Exodus rocks DPP’s office
The Office of the Director of Public Prosecutions has been rocked by the resignations of at least five prosecutors last month amid reports of simmering discontentment over poor wages, heavy workloads, and the leadership. Workers have complained...
The Office of the Director of Public Prosecutions has been rocked by the resignations of at least five prosecutors last month amid reports of simmering discontentment over poor wages, heavy workloads, and the leadership.
Workers have complained that they are unhappy with the leadership style of Director of Public Prosecutions (DPP) Paula Llewellyn, whose management regimen has been described as archaic.
The DPP, in rejecting the reports of unease in her office, admitted that some prosecutors have resigned from apparent concerns over salary.
“It’s really bad, but I don’t think anybody wants to talk about the work situation at the office,” one worker told The Gleaner on Wednesday.
According to the employee, the workload is enormous and has been exacerbated by the suspension of jury trials because of COVID-19 restrictions.
“Imagine having 100-200 files to prosecute for a four-week period, having to read all those files.
“Most parishes currently have over 100 matters on the Circuit Court list. ‘Small’ circuits like Hanover, Trelawny, and Portland that used to have like five to 20 or so matters like 10-15 years ago now have over 100 matters,” the staff member said.
Larger Circuit Courts in Manchester, St Thomas, and St James have more than 200 cases, the employee disclosed.
Another worker complained about the burden of additional responsibilities such as police training and the conducting of research for mutual legal assistance, extraditions, and other matters.
“I think she means well, but her leadership style is outdated and lacks innovation. She believes in service above self, overwork, and burnout,” the employee said.
They claimed that staff are suffering from low morale and that 13 prosecutors have resigned, including seven last month.
However, the DPP denied that 13 prosecutors had jumped ship.
She said that four of the prosecutors had been promoted, six resigned between April and August, and one was seconded.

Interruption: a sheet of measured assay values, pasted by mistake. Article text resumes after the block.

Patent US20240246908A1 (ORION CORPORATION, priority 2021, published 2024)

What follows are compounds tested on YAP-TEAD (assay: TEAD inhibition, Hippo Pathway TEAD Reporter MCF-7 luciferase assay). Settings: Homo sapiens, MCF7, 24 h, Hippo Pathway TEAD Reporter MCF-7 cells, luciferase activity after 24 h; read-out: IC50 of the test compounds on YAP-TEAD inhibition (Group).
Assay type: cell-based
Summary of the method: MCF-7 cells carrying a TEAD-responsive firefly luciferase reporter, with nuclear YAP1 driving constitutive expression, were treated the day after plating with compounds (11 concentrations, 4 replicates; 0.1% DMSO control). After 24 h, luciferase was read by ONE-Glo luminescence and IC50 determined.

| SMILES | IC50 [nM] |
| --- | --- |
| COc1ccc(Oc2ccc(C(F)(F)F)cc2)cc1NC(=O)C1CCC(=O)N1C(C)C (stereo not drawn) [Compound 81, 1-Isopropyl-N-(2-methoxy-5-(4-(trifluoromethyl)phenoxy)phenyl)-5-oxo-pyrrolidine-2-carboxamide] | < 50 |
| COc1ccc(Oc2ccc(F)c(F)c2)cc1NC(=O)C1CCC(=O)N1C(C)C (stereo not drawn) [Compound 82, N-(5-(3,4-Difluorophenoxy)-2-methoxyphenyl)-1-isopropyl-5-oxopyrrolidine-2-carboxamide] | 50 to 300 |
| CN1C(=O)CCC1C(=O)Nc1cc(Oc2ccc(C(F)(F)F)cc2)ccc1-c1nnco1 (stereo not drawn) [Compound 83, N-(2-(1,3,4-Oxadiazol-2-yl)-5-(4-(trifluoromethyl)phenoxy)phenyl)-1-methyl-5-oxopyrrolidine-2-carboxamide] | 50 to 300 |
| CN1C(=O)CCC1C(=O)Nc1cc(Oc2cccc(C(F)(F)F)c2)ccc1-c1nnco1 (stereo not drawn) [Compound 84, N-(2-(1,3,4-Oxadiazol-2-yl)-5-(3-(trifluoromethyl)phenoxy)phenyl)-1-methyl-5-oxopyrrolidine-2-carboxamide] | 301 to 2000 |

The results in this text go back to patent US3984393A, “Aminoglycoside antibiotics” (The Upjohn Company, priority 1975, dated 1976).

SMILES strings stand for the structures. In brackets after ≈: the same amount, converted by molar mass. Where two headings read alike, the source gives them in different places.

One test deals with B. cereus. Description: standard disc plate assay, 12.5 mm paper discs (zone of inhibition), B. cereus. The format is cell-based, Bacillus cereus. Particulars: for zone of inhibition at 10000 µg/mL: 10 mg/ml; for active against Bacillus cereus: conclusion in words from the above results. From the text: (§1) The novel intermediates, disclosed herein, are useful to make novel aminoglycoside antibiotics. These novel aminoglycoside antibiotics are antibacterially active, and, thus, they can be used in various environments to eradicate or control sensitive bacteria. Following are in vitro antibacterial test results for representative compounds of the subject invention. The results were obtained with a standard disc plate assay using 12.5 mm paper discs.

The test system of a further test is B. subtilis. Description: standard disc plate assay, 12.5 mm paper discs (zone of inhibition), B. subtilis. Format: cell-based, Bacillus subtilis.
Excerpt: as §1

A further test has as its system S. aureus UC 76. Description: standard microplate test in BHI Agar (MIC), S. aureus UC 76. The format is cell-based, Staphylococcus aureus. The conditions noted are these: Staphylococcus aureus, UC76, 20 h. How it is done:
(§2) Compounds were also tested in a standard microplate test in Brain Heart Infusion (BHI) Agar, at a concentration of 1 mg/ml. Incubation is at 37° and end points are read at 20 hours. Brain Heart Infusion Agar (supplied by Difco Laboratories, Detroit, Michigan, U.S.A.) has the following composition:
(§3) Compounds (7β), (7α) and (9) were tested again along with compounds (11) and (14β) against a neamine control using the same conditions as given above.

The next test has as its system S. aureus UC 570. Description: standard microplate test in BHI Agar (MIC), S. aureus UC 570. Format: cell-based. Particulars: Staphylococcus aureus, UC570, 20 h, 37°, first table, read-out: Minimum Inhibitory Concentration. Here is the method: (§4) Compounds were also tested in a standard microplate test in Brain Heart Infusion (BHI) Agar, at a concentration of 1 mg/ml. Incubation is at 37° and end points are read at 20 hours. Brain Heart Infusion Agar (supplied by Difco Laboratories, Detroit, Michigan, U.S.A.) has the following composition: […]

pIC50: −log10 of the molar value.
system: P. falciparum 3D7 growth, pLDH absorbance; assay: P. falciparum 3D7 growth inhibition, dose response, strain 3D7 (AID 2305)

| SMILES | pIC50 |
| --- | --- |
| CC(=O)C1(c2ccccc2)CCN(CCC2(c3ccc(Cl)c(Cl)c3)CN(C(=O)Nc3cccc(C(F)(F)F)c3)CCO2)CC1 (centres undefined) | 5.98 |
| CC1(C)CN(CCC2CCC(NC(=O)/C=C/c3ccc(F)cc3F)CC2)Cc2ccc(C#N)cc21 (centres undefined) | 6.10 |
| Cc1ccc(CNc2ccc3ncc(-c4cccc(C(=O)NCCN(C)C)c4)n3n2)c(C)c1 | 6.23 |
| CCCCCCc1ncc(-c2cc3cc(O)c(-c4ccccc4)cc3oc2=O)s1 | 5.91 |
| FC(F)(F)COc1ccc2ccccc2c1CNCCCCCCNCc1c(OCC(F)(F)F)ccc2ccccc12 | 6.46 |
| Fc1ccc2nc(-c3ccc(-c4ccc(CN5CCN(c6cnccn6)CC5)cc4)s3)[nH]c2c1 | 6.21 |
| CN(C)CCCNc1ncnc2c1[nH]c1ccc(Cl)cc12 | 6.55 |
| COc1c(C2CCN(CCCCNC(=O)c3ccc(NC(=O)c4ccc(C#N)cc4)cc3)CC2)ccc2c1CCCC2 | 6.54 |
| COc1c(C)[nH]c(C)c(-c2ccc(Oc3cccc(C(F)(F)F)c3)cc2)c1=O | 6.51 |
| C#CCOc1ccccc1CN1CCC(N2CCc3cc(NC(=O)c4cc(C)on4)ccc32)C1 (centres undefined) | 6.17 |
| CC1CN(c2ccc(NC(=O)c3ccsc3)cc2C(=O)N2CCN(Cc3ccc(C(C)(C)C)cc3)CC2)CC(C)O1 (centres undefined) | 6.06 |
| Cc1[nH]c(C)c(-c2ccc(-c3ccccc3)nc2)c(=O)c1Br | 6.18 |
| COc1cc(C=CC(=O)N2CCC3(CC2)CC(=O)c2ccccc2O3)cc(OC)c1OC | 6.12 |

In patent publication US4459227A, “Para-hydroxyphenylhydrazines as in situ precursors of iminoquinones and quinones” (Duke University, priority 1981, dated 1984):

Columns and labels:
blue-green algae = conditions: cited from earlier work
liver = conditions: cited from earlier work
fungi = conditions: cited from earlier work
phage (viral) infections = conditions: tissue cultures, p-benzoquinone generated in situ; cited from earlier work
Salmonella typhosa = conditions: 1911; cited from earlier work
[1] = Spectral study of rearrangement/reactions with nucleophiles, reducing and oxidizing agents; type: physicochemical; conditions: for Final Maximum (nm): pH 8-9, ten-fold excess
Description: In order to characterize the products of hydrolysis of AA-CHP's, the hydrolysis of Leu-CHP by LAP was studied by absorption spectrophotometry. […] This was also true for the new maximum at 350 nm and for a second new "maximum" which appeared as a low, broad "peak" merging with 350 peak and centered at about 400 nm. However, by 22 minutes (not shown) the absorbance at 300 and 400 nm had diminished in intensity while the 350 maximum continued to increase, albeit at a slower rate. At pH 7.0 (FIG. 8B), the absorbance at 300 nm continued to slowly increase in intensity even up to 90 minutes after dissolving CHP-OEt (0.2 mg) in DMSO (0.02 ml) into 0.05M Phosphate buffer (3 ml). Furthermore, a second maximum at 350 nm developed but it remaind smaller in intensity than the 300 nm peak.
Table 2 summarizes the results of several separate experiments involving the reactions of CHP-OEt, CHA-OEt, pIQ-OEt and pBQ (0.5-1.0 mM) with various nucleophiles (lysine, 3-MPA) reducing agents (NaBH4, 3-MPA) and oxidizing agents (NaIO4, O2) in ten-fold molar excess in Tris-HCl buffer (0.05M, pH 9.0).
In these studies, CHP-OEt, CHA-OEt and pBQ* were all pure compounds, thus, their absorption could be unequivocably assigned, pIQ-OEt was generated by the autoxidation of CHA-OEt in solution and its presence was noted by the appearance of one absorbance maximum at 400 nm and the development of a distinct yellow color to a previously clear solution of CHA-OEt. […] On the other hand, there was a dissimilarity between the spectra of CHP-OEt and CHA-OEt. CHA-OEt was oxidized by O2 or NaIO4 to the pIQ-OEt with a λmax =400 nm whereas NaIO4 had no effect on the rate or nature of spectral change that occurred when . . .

“How I look at it, if people want to leave, go ahead and leave. Go ahead if you’re going to greener pastures, but I have never stood in anybody’s way, and I think we have survived and have done very well,” Llewellyn said.
The DPP, however, concedes that the workload is huge and that salaries are woefully inadequate. But she cautioned that persons who have committed to serve as Crown counsel must be prepared for increasing workload in a high-crime environment.
“This work, the character of it, the kind of dedication, the commitment to service above self, is not for anybody, and like in any other job, if you find yourself in a job that is not really suited for your capacity or what you have to give, then what you do is move on and find another arena which suits you better, which may be easier,” Llewellyn said.
The chief state prosecutor said there were about 27 Crown counsel when she joined the office, but that number has grown to 58.
The DPP also sought to defend her stewardship, noting that she believed in working hard and giving of one’s best.
“I make no apology for embracing the work ethic that I embrace. Anybody who does not wish to embrace that work ethic, they are free to go and to do something that is less taxing,” she said.
A job advertisement placed in The Gleaner on Wednesday revealed that eight Crown counsel are being sought. Salaries range between $2,281,608 and $2,712,111 per year, plus allowances.